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Last Updated: Thursday, 21 February 2008, 20:52 GMT
Missile defence works, says Gates
The USS Lake Erie launches a Standard Missile-3 at a satellite orbiting over the Pacific Ocean (21/02/2008)
Operatives had only a 10-second window to hit the satellite
The US defence secretary has said that the shooting down of a disabled spy satellite with a missile shows the country's missile defence system works.

Robert Gates said the operation "speaks for itself", adding the US was prepared to share some information with China.

The comments came after China said the missile strike could harm security in outer space.

US officials are confident that the satellite's potentially toxic fuel tank was destroyed by the missile.

Marine Gen James Cartwright said there was a 80-90% chance the tank had been hit.

A fire ball, vapour cloud and spectral analysis indicating the presence of hydrazine all indicated this, he told reporters.

It would take 24-48 hours for officials to confirm whether the operations had been completely successful, he said.

'Complete transparency'

The satellite, USA 193, was struck 153 nautical miles (283 km) above earth by an SM-3 missile fired from a warship in waters west of Hawaii.

Owner: National Reconnaissance Office
Mission: Classified
Launched: 14 Dec 2006
Weight: 2,300 kg (5,000lbs)
1,134kg (2,500lbs) could survive re-entry
Carrying hydrazine thruster fuel

Mr Gates said the issue of whether the technology would work was already decided.

"I think the question over whether this capability works has been settled," he said, quoted by AFP news agency.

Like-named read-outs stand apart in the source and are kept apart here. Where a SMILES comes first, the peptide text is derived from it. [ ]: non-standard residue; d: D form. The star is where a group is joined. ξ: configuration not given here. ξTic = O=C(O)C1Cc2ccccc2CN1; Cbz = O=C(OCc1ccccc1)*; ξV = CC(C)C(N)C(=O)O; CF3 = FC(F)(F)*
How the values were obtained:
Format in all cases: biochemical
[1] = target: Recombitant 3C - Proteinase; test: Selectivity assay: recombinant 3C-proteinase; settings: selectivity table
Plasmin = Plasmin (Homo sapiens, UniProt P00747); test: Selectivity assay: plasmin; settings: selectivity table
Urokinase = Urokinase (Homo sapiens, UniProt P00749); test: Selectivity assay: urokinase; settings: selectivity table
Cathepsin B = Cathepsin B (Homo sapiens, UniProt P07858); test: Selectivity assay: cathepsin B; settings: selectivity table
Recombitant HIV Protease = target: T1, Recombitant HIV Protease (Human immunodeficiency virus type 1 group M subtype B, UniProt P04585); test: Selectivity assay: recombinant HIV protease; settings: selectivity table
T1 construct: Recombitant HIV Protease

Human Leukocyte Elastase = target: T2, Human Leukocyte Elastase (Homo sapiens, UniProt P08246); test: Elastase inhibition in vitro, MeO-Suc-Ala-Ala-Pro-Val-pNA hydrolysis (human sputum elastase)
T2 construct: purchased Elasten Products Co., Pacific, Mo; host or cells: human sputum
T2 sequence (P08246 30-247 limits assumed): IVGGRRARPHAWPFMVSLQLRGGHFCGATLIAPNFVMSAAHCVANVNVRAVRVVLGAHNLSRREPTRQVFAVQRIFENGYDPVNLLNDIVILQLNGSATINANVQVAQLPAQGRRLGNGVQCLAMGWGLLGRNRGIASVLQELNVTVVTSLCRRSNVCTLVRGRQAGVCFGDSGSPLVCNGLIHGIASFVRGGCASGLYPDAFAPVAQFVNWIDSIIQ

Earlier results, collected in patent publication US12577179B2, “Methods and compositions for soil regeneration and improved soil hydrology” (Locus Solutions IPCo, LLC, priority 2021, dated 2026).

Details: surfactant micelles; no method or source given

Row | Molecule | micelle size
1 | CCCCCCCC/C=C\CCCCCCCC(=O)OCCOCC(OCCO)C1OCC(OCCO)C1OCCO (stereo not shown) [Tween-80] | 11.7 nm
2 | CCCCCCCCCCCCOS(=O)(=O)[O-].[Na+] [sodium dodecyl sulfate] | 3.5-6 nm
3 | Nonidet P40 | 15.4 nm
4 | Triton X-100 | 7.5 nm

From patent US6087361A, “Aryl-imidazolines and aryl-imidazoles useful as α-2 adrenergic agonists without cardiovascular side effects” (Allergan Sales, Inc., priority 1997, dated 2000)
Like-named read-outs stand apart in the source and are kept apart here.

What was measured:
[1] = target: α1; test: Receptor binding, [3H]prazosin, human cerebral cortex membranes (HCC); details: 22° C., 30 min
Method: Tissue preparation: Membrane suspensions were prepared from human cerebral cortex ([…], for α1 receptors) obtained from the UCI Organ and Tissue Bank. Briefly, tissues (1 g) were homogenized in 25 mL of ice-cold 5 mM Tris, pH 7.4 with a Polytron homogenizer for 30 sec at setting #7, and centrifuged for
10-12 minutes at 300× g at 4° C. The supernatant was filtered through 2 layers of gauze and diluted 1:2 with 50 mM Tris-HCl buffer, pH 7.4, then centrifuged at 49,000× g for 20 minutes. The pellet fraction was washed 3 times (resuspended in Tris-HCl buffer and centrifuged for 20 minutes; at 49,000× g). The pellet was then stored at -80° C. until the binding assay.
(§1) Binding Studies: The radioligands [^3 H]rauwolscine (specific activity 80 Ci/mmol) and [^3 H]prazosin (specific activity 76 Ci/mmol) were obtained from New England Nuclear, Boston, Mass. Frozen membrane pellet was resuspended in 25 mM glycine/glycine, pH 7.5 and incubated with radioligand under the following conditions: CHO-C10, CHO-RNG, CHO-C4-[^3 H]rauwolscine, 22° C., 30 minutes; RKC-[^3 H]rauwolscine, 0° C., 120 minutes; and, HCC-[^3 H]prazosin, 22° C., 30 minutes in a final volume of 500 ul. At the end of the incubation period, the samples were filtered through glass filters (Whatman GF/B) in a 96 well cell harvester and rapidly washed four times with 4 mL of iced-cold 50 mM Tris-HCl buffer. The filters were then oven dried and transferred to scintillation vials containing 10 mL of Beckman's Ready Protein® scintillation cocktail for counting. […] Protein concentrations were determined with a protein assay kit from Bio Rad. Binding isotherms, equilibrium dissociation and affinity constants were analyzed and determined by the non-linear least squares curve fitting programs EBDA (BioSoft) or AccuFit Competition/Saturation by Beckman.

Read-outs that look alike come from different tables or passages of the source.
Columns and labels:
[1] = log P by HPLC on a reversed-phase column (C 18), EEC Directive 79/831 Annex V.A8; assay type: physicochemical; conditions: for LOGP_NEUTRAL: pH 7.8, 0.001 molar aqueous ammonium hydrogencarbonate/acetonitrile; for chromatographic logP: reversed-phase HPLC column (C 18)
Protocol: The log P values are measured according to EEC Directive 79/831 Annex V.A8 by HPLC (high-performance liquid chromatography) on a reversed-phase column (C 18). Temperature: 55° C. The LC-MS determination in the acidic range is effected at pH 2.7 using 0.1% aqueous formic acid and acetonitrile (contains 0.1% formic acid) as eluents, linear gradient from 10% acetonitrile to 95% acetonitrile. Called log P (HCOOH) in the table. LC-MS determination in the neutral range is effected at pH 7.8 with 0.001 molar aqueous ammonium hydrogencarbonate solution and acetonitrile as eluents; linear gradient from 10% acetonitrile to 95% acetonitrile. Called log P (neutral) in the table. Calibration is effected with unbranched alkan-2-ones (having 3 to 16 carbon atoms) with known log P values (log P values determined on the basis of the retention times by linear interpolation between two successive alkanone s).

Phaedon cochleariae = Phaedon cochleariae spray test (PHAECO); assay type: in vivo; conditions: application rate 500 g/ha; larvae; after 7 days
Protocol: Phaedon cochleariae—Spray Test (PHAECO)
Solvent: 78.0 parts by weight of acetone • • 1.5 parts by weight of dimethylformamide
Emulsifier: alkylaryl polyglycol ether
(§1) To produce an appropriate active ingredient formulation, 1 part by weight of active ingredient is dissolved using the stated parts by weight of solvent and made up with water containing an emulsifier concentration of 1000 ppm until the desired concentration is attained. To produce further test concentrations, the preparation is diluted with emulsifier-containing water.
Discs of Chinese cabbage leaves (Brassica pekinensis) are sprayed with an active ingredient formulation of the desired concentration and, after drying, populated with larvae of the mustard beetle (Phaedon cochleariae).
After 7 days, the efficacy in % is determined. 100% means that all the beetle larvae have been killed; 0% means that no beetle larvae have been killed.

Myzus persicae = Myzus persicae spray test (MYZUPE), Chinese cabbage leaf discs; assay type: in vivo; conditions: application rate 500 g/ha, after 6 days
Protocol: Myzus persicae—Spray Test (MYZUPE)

"The question is what kind of threat, how large a threat, how sophisticated a threat [the US faces]."

The US approach was one of "complete transparency", he said.

"We provided a lot of information... before it took place," he said, adding: "We are prepared to share whatever appropriately we can."

China called on the US on Thursday to provide more information about the mission.

Russia suspects the operation was a cover to test anti-satellite technology under the US missile defence programme.

Frozen solid

Operatives had only a 10-second window to hit the satellite, which went out of control shortly after it was launched in December 2006.

The missile needed to pierce the bus-sized satellite's fuel tank, containing more than 450kg (1,000lbs) of toxic hydrazine, which was otherwise expected to survive re-entry.

The US denies the operation was a response to an anti-satellite test carried out by China last year, which prompted fears of a space arms race.

US officials had said that without an attempt to destroy the fuel tank, and with the satellite's thermal control system gone, the fuel would have been frozen solid, allowing the tank to resist the heat of re-entry.

If the tank were to have landed intact, it could have leaked toxic gas over a wide area - harming or killing humans if inhaled, officials had warned.

The US has denied that it shot down the satellite to prevent parts of it from falling into the hands of foreign powers.

Gen Cartwright said most of the satellite's intelligence value was likely to have been destroyed.

Infographic BBC
1 SM-3 missile launched from a US Navy cruiser in Pacific Ocean
2 The three-stage missile headed for collision location, where the relative "closing" speed was expected to be 10km/s (22,000mph)
3 Satellite came in range at altitude of 247km (133 nautical miles), close to edge of Earth's atmosphere
4 Missile made contact with satellite with objective of breaking fuel tank, freeing hydrazine into space
5 Much of the debris will burn up but an as yet unknown amount is expected to be scattered over hundreds of kilometres

How the missile successfully brought down the satellite

US missile hits 'toxic satellite'
21 Feb 08 |  Americas
US missile strike divides opinion
21 Feb 08 |  Americas
US spy satellite plan 'a cover'
17 Feb 08 |  Americas
US plans to shoot down satellite
14 Feb 08 |  Americas
Spy satellite to plummet to Earth
27 Jan 08 |  Science/Nature

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